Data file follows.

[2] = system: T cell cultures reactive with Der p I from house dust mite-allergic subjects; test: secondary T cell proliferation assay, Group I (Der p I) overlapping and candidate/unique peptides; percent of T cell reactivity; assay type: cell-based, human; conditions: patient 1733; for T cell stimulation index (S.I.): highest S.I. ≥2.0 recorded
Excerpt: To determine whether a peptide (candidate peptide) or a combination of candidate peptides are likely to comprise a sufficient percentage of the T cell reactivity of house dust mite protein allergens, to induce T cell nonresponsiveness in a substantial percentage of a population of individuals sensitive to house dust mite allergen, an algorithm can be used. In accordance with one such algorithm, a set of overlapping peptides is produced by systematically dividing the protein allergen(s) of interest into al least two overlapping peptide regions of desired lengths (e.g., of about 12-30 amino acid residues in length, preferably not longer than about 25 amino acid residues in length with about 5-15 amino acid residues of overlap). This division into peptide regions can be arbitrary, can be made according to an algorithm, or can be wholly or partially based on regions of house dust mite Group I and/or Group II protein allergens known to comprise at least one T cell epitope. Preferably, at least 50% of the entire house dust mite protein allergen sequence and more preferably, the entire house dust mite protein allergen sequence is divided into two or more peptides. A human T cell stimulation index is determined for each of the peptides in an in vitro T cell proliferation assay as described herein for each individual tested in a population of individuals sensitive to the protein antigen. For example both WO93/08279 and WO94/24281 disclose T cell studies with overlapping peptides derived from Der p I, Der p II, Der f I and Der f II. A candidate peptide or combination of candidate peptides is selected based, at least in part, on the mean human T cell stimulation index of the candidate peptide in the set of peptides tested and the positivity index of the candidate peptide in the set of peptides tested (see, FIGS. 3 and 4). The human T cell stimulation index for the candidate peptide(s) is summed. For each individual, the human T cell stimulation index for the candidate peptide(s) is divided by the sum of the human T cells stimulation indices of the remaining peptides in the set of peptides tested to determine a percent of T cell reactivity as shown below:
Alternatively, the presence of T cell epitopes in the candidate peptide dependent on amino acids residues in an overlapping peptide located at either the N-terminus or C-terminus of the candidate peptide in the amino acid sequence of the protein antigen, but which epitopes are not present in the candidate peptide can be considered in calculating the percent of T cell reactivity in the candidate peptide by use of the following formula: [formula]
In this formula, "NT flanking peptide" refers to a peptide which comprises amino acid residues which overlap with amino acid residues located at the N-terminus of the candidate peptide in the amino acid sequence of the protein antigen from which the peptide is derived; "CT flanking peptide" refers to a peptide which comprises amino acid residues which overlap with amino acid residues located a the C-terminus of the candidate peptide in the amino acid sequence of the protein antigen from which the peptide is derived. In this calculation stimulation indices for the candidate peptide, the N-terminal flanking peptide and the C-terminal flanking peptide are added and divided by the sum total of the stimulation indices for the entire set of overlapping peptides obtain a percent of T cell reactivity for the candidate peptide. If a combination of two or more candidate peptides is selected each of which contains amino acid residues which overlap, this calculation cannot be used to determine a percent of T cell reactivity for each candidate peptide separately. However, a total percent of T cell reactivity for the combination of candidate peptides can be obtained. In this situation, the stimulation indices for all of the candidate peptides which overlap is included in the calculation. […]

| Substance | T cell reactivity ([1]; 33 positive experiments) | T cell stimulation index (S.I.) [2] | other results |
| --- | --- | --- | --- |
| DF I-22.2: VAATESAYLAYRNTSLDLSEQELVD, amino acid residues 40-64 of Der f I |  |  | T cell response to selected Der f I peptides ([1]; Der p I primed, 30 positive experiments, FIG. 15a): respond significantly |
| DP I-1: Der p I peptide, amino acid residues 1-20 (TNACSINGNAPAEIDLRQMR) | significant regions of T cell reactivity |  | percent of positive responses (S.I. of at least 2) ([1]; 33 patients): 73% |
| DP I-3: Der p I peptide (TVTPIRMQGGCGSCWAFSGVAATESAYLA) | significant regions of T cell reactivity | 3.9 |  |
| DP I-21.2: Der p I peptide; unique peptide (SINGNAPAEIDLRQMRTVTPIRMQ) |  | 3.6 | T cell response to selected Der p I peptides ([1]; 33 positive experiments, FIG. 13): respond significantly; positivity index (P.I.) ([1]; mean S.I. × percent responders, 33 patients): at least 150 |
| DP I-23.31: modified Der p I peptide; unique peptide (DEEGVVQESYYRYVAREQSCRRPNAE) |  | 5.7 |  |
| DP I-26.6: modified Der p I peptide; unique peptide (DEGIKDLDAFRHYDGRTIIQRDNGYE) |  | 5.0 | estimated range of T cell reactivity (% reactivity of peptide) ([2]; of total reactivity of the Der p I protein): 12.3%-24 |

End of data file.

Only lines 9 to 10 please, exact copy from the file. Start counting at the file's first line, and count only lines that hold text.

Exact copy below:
| DP I-3: Der p I peptide (TVTPIRMQGGCGSCWAFSGVAATESAYLA) | significant regions of T cell reactivity | 3.9 |  |
| DP I-21.2: Der p I peptide; unique peptide (SINGNAPAEIDLRQMRTVTPIRMQ) |  | 3.6 | T cell response to selected Der p I peptides ([1]; 33 positive experiments, FIG. 13): respond significantly; positivity index (P.I.) ([1]; mean S.I. × percent responders, 33 patients): at least 150 |